Every country and city has some pretty bizarre laws to its name.
Take Milan, for example, where it’s a legal requirement to smile in public at all times, unless you’re attending a funeral or in a hospital, or the Australian state of Victoria, were it’s illegal to change a light bulb unless you’re a registered electrician, and you can’t be going forgetting your wife’s birthday in Samoa, because that’s against the law too.
But did you know that there’s plenty of bizarre laws in England as well?
Of course, we wouldn’t manage to just fly under the radar when it comes to obscure and somewhat archaic laws, would we?
And there’s a good chance you could have broken on or two of them over your lifetime too, as the vast majority of the population aren’t even aware of their existence.
So, believe it or not, here are eight laws that somehow still stand in England to this day.
1. Walking Cows Down the Street in Daylight
Ever done this?
Let’s face it, this is a fairly niche law to break.
There’s a pretty good chance you haven’t tried walking a herd of cows down a public highway at any time of day, but just for future reference if you ever find yourself in this situation, it is actually against the law in England to do this during daylight hours.
The Metropolitan Streets Act states that: “Cattle are not to be driven through streets within certain hours.”
As explained by Oxbridge, the law originated “back in 1867 [when] section seven of the act forbade cattle lovers and farmers alike to walk their prized livestock during the day. Unless given permission from the Commissioner of Police himself, if you were caught rallying your precious bovines down the street between 10am and 7pm, you would have been committing a crime.”
2. Using Your Phone to Pay at a Drive-Thru
Now, this is one that a good number of us will probably have to hold our hands up to.
You may not have walked cows down the street in daylight, but who’s remembering to turn off their car engine and engage the handbrake before paying for a Maccie’s with Apple Pay?
According to Oxbridge once again: “The law is incredibly strict about the using phones behind the wheel of a car. Even if you’re tapping a contactless pad with your phone at a drive-through to pay for a meal, if your engine is running and your handbrake is unlocked, you’re using your phone while managing a car and this is against the law.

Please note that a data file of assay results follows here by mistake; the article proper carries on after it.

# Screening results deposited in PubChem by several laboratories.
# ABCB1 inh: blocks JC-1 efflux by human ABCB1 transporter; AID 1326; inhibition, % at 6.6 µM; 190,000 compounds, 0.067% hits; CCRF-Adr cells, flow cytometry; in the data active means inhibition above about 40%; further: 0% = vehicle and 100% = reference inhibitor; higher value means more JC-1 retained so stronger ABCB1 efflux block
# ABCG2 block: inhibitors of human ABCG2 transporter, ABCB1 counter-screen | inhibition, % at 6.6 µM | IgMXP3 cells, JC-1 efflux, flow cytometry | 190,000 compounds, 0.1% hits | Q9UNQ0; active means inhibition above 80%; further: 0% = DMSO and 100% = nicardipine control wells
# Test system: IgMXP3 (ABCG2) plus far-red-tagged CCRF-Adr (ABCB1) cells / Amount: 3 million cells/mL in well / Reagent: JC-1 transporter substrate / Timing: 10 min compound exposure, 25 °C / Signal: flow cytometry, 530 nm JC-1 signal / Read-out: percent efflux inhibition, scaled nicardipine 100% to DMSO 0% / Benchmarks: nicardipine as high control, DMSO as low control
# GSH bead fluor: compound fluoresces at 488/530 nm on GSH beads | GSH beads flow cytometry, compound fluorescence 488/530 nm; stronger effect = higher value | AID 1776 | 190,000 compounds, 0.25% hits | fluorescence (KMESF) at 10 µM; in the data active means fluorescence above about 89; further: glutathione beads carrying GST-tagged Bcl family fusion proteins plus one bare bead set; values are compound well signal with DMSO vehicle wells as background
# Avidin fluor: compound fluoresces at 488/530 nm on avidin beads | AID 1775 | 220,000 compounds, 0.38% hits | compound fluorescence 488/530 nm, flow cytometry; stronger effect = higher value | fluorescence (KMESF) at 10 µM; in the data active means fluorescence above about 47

“The penalty for breaking this law is £200 and six points on your license.”
3. Entering the Houses of Parliament Wearing Armour
Yeah, if you were planning on doing this by any chance, don’t.
According to the 1313 Statute – which refers to forbidding bearing of armour – does in fact forbid Members of Parliament from entering the House of Commons while wearing a full suit of armour at any point.
This particular statute was put into place after a period of political turmoil.
4. Misplacing a Postage Stamp is Treason
This is one many of us can admit to over our lifetimes and as harsh as it sounds, it’s true.
Placing a postage stamp which bears the monarch’s head upside down on an envelope is considered as act of treason.
Also, just to add to that, the defacing or destroying of anything that bears a likeness of the monarch is also illegal, so this means that burning paper money, bending coins or tearing a postage stamp could actually land you in big trouble if caught.
5. It’s Legal to Shoot a Scotsman
Now, we hope none of you have, or would have a reason to do this, but just in case you were wondering, it is actually legal to shoot a Scotsman under some circumstances.
Only in York though.
According to The Fact Site, the law states that it is legal to shoot a Scotsman with a crossbow upon seeing one, except for on Sundays, however, any Scotsman caught drunk or with a weapon can still be shot on a Sunday, except with a bow and arrow.
Similarly, in Chester – a little bit closer to home – it is also legal to shoot a Welsh person with a crossbow, as long as it is within the city walls and is done after midnight.
6. You Can’t Shake Carpets in London
Another good reason not to live in London, right?
Not like us Mancunians are particularly well known for wanting to shake carpets, but if you ever find yourself needing to do so in the capital, you’ll have to find another way to dust it off, because it’s simply a criminal act.
Under the Metropolitan Police Act of 1839, it’s illegal to beat or shake a mat, carpet, or a rug in the streets of London.
The only time you may beat them is before 8am.
7. Handling Salmon in Suspicious Circumstances
This really is an odd one.
To make matters even crazier too, it’s actually a fairly recent law, but under the Salmon Act of 1986 – yes, we’re really not making this up – it is an offence to receive or dispose of salmon under “suspicious circumstances”.
Now, what circumstances are considered suspicious, we couldn’t tell you.
But believe it or not, police officers in England actually have a right to investigate you if they have reason to believe that the salmon has been illegally fished.
8. Beard Tax
Not good news for the hipsters among us.
King Henry VIII imposed a beard tax that every man must pay to wear facial hair.
He introduced a beard tax that lined his pockets and filled his dinner table, what’s more is that the higher your social standing, the more you had to cough up.
What if you cannot pay? Shave it away.
This simply meant that beards became a symbol of status and money under his reign.